In a recent interview about the digital currency Bitcoin, Stephen Colbert asked Adam Davidson of NPR's Planet Money about the value of money, sparking the response 'The problem with thinking too much about these questions is you start thinking, wait, what is money?'
The Guardian has reported that, in the last two months alone, Facebook has lost over nine million users in the US and more than two million users in the UK. These are shocking statistics, especially for a company that as recently as six months ago, seemed to be heading to a point where its tentacles would reach every user with internet access, and stay there.
It upsets me when I hear statistics about how many young people are out of work - almost a million 16 to 25 year olds if you didn't know. And it's not just moral outrage. Yes, the figure is staggering and unacceptable. But what really bothers me is a nagging feeling that the longer this huge number is tossed around, the more normal it will seem - like part of the landscape.
So what can be done to make more women 'Lean in' and to rise above the social stereotypes so that we have more female role models and ensure that the list of future contenders to appear on our bank notes has a 50:50 split? It is important that women understand that they are not alone in feeling some of the deep-rooted fears and social biases that they experience in the workplace.
As you may well know, last week Labour leader, Ed Miliband, announced that if Labour were to form the next government they would encourage businesses to pay employees the Living Wage (approximately £8.55) by cutting business rates or tax levels for those that do. As someone who employees 20-30 people (some on PAYE and others freelance) at the London Jewellery School, I whole-heartedly welcome these plans.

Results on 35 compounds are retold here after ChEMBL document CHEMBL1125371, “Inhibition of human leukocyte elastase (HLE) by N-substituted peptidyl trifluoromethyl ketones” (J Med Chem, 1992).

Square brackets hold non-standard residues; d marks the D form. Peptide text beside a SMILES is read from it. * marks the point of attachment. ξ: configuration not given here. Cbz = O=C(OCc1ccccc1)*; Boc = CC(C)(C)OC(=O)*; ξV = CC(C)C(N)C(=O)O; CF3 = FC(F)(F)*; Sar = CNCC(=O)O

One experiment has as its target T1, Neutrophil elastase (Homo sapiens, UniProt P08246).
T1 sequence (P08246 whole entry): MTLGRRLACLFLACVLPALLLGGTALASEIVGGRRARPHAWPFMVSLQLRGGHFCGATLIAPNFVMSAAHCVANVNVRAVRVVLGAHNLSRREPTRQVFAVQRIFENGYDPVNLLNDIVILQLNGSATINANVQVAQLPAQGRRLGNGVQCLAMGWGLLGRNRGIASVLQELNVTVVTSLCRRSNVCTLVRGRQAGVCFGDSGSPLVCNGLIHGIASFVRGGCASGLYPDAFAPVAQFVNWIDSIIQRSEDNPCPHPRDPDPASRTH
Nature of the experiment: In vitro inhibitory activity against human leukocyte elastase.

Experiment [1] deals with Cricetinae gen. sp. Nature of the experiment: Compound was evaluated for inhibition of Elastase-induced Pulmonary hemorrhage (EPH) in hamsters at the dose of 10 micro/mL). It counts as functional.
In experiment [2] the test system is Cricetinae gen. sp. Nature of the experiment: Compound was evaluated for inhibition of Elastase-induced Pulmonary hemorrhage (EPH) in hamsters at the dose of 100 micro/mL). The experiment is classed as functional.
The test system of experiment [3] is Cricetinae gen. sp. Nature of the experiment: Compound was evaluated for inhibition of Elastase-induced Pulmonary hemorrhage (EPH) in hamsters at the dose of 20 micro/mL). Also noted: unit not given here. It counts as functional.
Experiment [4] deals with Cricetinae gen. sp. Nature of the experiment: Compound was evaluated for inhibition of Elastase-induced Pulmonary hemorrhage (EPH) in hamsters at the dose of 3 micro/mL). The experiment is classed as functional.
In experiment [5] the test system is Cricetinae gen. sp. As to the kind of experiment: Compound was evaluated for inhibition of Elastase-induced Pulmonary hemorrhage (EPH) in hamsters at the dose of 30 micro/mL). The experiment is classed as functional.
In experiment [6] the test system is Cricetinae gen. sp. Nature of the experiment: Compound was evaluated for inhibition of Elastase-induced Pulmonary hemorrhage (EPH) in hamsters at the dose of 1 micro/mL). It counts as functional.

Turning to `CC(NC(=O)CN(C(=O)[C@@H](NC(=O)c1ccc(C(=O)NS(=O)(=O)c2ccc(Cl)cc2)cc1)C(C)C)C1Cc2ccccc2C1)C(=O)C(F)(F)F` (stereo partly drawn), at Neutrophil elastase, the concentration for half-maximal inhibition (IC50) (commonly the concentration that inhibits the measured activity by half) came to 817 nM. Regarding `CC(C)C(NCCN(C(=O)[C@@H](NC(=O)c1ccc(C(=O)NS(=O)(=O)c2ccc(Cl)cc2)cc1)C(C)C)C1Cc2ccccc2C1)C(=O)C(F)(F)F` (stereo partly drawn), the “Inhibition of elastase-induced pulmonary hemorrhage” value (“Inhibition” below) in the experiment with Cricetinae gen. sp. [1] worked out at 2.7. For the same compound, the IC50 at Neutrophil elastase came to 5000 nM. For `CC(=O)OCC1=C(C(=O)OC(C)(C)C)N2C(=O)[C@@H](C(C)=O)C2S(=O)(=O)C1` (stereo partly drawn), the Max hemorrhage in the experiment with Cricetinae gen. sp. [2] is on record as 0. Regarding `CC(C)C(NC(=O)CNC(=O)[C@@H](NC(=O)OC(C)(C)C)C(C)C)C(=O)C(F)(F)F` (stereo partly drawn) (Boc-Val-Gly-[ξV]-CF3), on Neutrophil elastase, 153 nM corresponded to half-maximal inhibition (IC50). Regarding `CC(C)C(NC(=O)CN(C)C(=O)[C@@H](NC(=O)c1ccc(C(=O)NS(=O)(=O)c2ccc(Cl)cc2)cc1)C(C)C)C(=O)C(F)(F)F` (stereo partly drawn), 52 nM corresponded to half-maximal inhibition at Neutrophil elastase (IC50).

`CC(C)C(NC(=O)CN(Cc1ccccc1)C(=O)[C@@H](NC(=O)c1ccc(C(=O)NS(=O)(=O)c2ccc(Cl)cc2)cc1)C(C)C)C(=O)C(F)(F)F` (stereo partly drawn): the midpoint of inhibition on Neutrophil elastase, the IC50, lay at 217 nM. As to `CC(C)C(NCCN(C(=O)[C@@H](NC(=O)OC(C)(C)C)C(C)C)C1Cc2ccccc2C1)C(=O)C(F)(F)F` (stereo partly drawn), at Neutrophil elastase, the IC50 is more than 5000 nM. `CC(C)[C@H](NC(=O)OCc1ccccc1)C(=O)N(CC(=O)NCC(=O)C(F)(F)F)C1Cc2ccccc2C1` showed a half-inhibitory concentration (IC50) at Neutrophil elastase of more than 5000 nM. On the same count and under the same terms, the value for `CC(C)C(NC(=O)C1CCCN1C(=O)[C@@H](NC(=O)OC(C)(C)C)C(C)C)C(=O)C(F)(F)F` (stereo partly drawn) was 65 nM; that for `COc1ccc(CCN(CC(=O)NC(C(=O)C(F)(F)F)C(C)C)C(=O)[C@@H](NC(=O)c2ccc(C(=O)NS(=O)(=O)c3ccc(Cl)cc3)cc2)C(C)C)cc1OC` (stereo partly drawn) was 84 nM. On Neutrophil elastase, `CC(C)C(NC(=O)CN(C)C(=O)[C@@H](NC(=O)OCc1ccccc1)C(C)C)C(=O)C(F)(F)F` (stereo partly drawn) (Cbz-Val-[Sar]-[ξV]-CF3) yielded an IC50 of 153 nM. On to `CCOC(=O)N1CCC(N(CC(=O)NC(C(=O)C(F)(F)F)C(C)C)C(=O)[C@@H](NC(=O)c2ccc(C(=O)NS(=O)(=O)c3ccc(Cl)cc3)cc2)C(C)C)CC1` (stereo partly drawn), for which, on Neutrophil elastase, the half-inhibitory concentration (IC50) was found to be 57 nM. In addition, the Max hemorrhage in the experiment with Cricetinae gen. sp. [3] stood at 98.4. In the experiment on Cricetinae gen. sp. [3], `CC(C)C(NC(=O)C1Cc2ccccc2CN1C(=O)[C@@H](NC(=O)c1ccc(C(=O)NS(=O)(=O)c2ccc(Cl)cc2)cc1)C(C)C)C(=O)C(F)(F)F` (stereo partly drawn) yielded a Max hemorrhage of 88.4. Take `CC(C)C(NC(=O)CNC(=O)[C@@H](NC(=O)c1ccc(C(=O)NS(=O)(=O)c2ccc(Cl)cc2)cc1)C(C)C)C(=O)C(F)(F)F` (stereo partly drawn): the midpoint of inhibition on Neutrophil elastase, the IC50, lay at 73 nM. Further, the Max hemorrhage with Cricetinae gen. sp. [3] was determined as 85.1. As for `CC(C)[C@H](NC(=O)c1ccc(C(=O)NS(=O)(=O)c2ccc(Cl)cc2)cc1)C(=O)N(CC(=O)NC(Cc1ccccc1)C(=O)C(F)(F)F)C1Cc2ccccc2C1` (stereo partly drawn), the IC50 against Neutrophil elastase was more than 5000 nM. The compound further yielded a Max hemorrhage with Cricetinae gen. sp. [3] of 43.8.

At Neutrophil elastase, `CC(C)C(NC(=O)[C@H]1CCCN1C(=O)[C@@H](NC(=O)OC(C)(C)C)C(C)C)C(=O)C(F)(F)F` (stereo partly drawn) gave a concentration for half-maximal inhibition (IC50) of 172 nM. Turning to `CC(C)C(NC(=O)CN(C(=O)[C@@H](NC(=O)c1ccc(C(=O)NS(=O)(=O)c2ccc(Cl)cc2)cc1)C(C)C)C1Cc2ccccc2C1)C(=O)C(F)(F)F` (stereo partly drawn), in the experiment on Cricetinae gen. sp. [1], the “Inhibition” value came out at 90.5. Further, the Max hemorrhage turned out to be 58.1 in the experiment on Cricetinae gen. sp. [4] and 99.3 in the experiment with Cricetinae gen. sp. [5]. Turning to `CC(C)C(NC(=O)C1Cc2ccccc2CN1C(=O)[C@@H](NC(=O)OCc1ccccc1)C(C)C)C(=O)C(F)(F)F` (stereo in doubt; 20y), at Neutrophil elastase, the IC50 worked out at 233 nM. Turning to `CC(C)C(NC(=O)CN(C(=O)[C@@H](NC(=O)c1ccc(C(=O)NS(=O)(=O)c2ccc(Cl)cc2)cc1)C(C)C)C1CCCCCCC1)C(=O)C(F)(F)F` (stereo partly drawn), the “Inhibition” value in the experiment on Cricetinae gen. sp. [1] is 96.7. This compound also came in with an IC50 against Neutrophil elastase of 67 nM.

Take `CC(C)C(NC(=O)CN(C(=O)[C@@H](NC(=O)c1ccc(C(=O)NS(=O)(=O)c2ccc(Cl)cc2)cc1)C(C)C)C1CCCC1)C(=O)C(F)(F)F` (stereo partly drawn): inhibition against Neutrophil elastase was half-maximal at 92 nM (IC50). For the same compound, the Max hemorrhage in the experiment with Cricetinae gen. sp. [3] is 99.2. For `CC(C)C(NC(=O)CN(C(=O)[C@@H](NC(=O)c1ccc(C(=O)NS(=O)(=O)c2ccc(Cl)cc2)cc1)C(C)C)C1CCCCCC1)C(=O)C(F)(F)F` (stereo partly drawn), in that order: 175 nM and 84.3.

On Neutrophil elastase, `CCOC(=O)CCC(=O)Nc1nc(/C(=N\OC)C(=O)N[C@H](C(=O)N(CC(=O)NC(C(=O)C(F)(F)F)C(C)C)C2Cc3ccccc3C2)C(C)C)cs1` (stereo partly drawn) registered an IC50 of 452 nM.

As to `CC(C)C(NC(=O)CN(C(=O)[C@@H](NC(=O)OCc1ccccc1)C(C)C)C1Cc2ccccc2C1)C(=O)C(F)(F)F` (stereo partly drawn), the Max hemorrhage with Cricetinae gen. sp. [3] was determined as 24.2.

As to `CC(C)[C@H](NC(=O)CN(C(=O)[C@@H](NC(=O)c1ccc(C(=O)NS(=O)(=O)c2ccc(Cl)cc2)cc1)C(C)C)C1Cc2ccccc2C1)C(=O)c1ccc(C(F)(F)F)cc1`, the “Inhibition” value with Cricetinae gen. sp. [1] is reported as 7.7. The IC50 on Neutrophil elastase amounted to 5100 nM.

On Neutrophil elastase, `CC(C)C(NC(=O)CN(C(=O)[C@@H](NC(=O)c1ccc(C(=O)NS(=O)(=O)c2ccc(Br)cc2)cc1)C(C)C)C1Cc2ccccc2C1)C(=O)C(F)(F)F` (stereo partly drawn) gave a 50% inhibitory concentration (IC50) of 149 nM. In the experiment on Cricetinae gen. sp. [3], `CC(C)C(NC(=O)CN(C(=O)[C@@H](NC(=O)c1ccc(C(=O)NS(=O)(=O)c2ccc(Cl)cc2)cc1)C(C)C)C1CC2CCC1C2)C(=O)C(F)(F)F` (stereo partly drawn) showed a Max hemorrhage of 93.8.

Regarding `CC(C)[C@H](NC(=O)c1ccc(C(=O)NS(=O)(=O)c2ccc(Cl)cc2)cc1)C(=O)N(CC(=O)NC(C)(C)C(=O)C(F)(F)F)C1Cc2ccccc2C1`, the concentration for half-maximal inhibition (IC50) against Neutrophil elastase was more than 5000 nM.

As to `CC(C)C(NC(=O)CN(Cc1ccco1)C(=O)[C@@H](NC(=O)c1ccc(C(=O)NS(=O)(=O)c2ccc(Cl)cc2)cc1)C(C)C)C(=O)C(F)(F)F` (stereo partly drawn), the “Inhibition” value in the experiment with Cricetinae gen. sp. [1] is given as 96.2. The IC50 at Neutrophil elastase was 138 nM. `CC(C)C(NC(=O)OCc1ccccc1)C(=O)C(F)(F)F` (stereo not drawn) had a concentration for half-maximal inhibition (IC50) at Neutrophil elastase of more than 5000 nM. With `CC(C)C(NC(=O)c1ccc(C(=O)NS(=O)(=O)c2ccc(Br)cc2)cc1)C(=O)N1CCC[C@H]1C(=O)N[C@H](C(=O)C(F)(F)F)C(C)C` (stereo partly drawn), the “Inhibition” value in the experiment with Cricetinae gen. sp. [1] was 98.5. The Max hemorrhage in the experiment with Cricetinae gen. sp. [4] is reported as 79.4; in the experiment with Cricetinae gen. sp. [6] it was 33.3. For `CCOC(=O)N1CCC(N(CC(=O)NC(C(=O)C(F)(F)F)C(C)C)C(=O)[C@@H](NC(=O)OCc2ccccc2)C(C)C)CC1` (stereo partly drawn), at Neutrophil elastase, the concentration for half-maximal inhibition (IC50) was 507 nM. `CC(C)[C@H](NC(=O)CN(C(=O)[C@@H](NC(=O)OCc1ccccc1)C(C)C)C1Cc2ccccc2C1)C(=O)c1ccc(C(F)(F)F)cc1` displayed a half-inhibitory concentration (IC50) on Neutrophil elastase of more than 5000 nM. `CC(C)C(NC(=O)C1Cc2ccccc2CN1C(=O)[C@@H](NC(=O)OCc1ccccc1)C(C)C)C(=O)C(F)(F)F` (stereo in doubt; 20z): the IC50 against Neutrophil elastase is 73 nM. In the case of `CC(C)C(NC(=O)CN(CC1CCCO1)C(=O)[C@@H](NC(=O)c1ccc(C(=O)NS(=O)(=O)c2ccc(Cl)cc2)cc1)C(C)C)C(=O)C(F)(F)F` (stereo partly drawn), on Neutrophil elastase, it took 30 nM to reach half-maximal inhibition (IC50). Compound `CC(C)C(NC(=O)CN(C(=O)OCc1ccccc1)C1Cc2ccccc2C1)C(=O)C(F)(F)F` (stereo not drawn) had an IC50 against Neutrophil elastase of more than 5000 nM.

For most of us the 80/20 rule provides an uncannily accurate measure of events - and the world of business is no exception. So I was expecting this effect, known as the Pareto principle, to rear its head as I was reading Goldman Sach's recent report on stimulating small business growth in the UK.
Everyone knows the saying "Show me your friends and I'll tell you where you're going". This saying also holds especially true in the life of every ent...
Buying a house can be enough of a headache without the constant stress of the possibility of the broken 'chain' phenomenon.
Each successive government of course blames the last for the financial mess it inherited but the truth is that the blame game pales in respect to apportioning blame for the 2008 global financial disaster.
What would you do if you found yourself unable to feed your family? It's a question people are having to ask themselves in increasing numbers in Britain today.